Step up a notch, please.

29.08.08

I was in a rickshaw, whose driver was hell bent on breaking all the traffic rules that he possibly could. Being the citizen I am, I reproved his behaviour. I brought to his notice the traffic police man standing at the busy junction. ” Uska kya? Woh to pachhaas rupyah main bikaon hain” What about him, he can be paid off in 50 Rupees. I explain to the rickshaw driver that at that instance the traffic police man was only doing his job. He should be complied with and respected.

I have always had a lot of respect for people in uniform. They do a thankless job. They do it inspite of the attitude of people towards them. The very people for whom they do the thankless job. I have been repeatedly made aware that I live in an over populated city, which remains safe setting standards in the world. It was a proud moment for me to tell a friend visiting from UK last month, that 2 am would be safe to get back home. I was really not worried. I think that faith speaks volumes of the privileges I enjoy in Mumbai. Some people find it hard to comprehend my respect for the uniformed personnel.

The biggest bone of contention is the bribery. There was a co-blogger who had mentioned that a world of bribery is the other system in the world which we have adopted since it functions much more efficiently than the first *. A similar observation has been made in Maximum City, Mumbai lost and found by Suketu Mehta.

I have not only stayed in Mumbai the last few months, I have also done a course, volunteered my time to Non governmental Organisations. Point being made is that I have lived here. The more time I have spent here the more I have realised the order in the anarchy. I am in awe.

14.08.08

Eve of Independence Day. I was stranded on Delhi airport for over 3 hours due to unavailability of taxis. I was thrilled about being in the Capital. It was a huge moment for me. In my 30 years this was a first and I was enjoying it. There was police all over the place, trying to co-ordinate traffic, get people help, conveyance and keeping us safe. Having evidenced fights at the drop of a hat, I was very impressed with the order maintained at Delhi Airport. The only people not being civil were the passengers and their families who not only showed absolute lack of civility to other people but also huge amount of disrespect to uniformed personnel who were just doing their job. A little cooperation could have saved hours.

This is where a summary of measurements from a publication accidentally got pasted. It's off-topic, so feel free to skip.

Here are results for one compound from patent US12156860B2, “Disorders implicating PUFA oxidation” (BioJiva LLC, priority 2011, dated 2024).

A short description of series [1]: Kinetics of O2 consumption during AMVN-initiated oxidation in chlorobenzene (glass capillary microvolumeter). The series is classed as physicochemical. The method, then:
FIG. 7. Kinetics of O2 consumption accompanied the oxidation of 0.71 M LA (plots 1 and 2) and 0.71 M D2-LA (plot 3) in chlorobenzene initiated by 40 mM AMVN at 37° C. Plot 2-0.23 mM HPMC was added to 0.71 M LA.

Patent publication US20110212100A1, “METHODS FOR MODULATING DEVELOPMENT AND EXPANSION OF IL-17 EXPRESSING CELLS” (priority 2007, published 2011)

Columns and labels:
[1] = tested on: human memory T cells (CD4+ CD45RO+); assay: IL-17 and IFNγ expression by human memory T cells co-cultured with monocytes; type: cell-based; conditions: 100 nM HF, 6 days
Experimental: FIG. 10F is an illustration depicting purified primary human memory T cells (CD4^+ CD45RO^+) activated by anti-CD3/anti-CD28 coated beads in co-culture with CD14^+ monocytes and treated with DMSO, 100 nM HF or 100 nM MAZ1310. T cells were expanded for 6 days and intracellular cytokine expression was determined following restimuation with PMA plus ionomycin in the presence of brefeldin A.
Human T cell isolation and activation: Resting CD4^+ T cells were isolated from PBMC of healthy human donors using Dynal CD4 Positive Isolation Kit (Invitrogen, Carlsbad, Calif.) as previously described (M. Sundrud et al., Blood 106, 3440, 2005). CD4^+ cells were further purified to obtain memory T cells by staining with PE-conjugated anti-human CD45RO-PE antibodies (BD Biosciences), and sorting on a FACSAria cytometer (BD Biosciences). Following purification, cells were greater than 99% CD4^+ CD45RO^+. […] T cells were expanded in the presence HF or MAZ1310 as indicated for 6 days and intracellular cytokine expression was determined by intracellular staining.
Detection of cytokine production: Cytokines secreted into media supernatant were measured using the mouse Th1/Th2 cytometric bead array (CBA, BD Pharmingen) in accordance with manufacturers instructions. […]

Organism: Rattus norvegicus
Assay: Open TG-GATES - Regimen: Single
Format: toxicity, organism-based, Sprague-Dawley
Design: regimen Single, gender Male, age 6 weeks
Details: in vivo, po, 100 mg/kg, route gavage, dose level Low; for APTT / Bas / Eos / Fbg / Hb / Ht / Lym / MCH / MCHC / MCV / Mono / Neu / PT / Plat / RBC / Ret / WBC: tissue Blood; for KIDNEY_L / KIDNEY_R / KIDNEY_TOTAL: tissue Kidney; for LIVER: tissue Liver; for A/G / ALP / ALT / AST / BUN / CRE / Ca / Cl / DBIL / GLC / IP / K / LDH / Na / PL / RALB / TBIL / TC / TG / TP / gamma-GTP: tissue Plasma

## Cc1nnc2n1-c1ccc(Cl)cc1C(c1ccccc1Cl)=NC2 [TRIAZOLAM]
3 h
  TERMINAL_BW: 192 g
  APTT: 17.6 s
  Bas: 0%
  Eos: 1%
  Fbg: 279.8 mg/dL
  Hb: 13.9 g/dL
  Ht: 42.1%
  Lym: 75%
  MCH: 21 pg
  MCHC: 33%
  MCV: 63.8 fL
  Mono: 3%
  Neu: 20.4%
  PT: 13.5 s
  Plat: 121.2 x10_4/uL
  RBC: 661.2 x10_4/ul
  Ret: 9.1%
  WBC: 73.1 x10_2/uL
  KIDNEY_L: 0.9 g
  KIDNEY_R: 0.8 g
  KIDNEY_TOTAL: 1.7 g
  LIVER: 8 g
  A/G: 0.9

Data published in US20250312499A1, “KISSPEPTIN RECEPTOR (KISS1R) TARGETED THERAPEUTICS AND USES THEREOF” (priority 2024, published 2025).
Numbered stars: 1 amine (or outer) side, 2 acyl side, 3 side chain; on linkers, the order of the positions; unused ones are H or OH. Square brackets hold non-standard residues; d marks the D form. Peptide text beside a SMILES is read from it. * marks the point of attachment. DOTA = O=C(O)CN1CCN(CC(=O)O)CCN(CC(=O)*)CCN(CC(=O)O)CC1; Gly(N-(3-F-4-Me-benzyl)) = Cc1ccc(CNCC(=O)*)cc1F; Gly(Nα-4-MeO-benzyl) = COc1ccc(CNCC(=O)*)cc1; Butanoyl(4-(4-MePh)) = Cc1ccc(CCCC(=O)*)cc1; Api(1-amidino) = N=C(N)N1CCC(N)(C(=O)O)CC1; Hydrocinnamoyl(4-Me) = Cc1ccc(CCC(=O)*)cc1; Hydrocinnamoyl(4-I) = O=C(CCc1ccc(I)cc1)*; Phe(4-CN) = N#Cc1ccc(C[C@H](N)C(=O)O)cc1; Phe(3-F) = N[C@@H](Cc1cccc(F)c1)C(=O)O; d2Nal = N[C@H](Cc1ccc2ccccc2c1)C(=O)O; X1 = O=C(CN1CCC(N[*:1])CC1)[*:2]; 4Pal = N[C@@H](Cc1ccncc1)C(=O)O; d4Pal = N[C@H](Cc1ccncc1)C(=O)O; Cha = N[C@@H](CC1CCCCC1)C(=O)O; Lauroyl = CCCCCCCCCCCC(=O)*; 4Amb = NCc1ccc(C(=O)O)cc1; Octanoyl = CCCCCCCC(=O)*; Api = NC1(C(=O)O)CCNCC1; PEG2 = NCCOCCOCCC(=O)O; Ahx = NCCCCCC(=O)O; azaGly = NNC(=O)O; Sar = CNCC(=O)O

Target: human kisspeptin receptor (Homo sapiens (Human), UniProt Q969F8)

While we were being silent spectators, one apparently educated and affluent individual almost raised his hands on a police officer. All the police officer said to this individual was, ” yahan pe mat rokiye, aap sara traffic block kar denge” Don’t stop here, you will block the entire traffic I still didn’t get the reason for such an anger out burst. The police was just doing their job.

The reason I write this post is not because I am unaware of all the unacceptable doings of people in uniform or authority. I am writing this post as I am ashamed to admit that for whatever reason the so called educated affluent and righteous citizens of my country are no better.

* I haven’t been able to locate the blog post which I am referring to. Once I do, I shall post a link.

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4 Comments

Filed under A first, Culture, Disappointments, Expectations, Experiences, Facts, Issues, People, Society

4 responses to “Step up a notch, please.

  1. D

    There’s a part of me that agrees with what you’re saying. But come have a look at my city and you’ll know why it’s so difficult for me to think the same way about all men in uniform. However, the errant cops don’t give the public a licence to break the laws. You can be a law abiding citizen, for most part, despite them.

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  3. We have the same issue here in the Philippines. It’s a vicious cycle, really. But definitely, a person will be respected if he is morally upright. Now, there probably lies the problem. Not just with people in uniform (not all of them, I believe) but with any individual for that matter.

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  4. Pingback: Customary Duties « Gaizabonts

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